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I've seen online dictionaries defining the word differentiate as (along with other definitions):

  1. to mark or show a difference in : constitute a difference that distinguishes

  2. To perceive or show the difference in or between; discriminate.

Now, I understand the meaning difference "between things." However, I don't understand what "difference in" means. Does someone have an example usage that can help my understanding?

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1 Answer 1

up vote 5 down vote accepted

"Difference in" is usually used to refer to a change in one thing, instead of noting the dissimilarity between two things. "I noticed a difference in the way you play piano now. It's so much softer than it used to be." "There's a difference in my attitude. I am happy at last."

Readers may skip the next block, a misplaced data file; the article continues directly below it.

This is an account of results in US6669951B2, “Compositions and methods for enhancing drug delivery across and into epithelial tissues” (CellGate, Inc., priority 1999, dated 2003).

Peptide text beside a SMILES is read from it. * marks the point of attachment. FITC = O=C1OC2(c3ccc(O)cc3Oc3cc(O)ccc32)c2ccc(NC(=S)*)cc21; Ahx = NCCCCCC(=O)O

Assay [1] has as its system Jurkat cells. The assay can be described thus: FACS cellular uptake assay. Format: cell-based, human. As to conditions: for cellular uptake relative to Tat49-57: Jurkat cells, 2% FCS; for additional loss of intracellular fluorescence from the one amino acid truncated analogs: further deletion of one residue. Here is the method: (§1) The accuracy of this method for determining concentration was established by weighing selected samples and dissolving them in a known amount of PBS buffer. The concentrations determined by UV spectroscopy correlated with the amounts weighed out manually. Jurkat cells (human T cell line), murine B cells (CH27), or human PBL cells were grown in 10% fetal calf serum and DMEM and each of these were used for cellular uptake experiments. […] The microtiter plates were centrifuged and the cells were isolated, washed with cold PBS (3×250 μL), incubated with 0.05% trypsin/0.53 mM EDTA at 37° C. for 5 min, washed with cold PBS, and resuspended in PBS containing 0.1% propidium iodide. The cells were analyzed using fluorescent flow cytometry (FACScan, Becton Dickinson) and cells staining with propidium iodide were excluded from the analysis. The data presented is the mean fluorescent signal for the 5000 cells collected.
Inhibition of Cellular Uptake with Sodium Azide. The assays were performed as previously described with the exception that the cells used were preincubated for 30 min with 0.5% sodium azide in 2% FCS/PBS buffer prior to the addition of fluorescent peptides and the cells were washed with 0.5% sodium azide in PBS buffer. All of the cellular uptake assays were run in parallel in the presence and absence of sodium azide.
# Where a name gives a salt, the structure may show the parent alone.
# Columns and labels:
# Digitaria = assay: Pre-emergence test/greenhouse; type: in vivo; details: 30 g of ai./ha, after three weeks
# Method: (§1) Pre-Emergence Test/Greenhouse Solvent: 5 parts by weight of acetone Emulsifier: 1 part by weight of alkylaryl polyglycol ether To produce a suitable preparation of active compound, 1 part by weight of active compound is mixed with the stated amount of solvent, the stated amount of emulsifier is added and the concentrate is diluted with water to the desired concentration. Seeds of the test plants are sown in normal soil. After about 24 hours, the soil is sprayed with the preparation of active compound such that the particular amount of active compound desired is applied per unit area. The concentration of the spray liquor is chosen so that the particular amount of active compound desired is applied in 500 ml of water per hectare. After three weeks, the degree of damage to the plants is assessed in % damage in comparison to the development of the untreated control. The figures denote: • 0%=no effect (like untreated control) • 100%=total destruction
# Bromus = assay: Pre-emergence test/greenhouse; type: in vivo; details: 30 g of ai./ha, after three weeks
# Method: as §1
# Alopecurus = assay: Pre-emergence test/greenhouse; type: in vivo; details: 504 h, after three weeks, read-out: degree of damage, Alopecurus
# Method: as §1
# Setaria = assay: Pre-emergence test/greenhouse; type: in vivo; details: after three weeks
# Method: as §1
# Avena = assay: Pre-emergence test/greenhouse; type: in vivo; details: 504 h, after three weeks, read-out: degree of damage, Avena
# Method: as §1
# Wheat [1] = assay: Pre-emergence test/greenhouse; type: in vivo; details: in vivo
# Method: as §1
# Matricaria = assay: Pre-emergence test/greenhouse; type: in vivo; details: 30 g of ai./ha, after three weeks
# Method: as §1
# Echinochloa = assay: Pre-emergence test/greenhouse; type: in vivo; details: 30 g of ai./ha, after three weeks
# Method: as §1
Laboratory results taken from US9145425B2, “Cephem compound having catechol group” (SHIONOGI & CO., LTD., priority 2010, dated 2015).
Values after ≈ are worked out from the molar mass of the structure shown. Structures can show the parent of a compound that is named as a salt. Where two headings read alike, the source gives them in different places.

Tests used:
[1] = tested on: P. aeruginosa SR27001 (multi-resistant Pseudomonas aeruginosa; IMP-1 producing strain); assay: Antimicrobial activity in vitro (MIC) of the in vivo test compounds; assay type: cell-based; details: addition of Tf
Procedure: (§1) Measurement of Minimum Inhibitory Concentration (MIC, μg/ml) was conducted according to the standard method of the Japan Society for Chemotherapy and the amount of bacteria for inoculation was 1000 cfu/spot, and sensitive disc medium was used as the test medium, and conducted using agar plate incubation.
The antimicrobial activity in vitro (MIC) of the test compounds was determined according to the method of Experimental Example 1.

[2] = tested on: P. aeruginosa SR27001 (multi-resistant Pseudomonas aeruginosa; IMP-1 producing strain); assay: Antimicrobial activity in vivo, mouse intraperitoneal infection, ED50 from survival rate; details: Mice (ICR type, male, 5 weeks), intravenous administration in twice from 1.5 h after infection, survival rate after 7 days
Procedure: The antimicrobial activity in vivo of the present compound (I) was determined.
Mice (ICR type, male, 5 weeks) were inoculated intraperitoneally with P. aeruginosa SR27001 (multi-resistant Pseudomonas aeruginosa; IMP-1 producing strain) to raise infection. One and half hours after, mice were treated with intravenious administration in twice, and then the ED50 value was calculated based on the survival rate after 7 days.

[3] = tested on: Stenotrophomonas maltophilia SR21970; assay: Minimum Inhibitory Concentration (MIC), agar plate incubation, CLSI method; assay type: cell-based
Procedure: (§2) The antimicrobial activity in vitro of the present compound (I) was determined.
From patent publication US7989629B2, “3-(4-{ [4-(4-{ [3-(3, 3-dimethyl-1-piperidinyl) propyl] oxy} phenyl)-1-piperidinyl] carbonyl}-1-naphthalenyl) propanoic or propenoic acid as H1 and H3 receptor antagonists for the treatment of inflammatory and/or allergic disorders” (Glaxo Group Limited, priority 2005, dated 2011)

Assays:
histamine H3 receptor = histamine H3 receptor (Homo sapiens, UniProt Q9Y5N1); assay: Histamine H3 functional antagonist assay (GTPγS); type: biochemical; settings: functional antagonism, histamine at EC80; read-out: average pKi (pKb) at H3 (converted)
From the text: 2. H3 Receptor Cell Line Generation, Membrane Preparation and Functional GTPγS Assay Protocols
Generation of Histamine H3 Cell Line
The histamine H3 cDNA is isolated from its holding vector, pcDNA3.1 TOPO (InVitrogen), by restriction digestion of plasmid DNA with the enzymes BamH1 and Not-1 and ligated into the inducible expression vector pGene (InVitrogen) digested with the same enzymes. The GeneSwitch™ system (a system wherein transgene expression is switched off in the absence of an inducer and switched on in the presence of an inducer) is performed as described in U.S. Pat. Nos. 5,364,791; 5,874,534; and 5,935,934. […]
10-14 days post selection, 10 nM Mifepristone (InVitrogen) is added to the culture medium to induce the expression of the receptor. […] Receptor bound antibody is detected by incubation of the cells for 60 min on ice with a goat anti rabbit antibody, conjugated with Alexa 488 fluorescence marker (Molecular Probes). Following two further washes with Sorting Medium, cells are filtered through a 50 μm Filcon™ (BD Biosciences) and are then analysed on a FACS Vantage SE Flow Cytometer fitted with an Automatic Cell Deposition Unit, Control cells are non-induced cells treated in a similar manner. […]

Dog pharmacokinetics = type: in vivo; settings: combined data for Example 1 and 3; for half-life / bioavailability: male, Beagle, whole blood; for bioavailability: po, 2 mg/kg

"In" is also used when you are referring to the difference between two things by pointing out the difference itself (i.e. the ONE thing that's different). Consider these two ways of saying the same thing: "There's a difference in the way you use 'cold' and 'frigid'," versus "There's a difference between 'cold' and 'frigid'."

So use "in" with a single object, and "between" with a pair of objects.

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@Scott Thanks for the nice edit. –  John M. Landsberg Mar 12 '13 at 5:15
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